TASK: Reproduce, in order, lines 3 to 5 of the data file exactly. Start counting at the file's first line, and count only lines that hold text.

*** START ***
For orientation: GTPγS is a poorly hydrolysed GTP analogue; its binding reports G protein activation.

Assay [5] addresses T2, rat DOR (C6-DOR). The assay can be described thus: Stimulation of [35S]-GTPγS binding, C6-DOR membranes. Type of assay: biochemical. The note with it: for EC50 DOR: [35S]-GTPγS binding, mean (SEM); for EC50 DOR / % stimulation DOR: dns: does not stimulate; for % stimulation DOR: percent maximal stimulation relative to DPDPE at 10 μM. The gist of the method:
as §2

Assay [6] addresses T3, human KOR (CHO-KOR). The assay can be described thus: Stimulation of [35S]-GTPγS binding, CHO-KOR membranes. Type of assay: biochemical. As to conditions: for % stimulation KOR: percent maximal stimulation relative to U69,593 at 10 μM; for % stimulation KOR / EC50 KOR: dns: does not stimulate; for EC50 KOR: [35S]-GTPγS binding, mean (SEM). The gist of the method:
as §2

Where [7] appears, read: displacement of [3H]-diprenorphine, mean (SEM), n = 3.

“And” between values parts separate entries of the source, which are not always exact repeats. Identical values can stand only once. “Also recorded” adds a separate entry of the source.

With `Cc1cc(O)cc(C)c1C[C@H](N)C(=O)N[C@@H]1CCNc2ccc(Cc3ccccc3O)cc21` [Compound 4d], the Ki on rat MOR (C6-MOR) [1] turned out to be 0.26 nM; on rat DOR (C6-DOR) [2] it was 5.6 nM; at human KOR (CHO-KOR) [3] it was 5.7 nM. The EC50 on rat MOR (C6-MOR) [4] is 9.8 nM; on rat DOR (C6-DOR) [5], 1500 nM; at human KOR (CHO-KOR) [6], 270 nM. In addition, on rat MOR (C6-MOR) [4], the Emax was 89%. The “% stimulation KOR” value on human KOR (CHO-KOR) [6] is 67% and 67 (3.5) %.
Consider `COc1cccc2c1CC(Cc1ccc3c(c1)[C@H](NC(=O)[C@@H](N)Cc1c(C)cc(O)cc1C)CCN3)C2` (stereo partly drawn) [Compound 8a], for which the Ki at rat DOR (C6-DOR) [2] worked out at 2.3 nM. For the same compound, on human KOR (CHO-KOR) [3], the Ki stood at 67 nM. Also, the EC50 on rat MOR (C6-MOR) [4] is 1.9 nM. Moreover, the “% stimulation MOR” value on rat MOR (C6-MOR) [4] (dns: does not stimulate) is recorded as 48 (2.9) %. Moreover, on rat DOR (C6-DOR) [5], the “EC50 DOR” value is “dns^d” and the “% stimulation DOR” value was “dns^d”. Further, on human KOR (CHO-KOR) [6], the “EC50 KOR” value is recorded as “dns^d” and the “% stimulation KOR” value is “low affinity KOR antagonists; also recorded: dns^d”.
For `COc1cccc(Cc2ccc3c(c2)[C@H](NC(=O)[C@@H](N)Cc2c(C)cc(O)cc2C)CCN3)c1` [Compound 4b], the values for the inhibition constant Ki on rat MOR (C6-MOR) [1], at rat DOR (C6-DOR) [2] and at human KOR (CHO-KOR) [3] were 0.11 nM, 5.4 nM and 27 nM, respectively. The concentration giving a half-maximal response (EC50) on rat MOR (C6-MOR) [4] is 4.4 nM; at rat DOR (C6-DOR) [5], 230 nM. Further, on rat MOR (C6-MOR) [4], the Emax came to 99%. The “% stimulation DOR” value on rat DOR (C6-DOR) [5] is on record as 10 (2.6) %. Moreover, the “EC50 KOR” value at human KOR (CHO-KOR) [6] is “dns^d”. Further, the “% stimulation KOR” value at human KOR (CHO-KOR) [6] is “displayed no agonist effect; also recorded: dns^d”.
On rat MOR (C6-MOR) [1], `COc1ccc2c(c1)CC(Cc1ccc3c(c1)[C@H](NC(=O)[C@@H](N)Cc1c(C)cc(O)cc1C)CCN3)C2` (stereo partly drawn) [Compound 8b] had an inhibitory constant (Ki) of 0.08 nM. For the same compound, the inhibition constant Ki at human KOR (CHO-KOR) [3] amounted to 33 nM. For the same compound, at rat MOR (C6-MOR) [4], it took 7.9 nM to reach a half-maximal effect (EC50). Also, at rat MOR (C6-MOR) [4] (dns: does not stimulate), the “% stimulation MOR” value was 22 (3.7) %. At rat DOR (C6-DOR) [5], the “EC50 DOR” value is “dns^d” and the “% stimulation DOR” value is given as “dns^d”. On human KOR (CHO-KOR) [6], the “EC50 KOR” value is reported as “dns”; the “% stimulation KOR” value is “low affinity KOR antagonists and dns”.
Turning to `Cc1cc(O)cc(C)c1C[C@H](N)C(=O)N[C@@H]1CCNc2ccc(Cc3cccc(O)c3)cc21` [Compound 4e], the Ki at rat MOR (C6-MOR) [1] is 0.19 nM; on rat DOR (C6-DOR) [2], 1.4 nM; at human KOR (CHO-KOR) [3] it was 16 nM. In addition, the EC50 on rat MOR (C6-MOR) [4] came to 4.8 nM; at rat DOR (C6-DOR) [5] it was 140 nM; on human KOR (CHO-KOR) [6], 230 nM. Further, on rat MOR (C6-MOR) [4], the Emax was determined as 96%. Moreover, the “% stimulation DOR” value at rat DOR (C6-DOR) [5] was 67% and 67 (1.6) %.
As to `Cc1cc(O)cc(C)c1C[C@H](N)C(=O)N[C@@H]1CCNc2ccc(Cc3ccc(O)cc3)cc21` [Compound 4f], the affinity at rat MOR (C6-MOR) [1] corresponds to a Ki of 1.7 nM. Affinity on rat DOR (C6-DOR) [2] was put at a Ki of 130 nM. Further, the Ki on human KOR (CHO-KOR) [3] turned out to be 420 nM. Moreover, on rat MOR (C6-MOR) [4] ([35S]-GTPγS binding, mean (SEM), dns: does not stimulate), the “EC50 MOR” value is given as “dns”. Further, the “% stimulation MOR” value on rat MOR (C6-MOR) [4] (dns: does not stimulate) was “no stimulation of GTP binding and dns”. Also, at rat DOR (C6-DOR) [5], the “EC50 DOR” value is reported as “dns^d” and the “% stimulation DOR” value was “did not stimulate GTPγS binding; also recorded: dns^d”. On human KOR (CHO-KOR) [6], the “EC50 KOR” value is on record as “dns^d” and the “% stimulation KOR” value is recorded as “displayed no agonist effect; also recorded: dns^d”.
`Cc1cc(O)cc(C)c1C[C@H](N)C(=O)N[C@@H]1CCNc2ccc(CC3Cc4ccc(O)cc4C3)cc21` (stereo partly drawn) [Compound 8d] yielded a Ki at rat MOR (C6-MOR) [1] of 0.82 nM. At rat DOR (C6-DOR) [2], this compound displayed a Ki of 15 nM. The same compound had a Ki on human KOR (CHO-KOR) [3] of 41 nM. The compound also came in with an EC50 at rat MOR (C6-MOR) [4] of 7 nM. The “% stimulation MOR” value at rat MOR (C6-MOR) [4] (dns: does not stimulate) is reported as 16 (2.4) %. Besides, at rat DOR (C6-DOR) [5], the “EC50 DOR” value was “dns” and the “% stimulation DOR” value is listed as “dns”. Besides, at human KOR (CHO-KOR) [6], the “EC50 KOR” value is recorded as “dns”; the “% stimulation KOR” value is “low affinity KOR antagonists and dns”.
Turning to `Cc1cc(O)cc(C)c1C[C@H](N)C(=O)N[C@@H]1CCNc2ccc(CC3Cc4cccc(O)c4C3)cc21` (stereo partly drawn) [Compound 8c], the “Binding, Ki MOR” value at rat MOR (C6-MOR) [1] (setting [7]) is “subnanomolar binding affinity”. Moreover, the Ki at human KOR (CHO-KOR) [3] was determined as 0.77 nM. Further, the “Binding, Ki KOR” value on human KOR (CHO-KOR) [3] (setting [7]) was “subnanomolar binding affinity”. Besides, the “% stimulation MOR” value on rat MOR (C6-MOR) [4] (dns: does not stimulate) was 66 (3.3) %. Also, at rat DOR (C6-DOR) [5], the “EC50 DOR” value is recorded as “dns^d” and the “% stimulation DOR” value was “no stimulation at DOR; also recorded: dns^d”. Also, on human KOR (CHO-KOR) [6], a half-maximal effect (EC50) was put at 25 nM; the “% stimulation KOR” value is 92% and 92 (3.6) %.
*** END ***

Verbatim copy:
as §2

Assay [6] addresses T3, human KOR (CHO-KOR). The assay can be described thus: Stimulation of [35S]-GTPγS binding, CHO-KOR membranes. Type of assay: biochemical. As to conditions: for % stimulation KOR: percent maximal stimulation relative to U69,593 at 10 μM; for % stimulation KOR / EC50 KOR: dns: does not stimulate; for EC50 KOR: [35S]-GTPγS binding, mean (SEM). The gist of the method:
as §2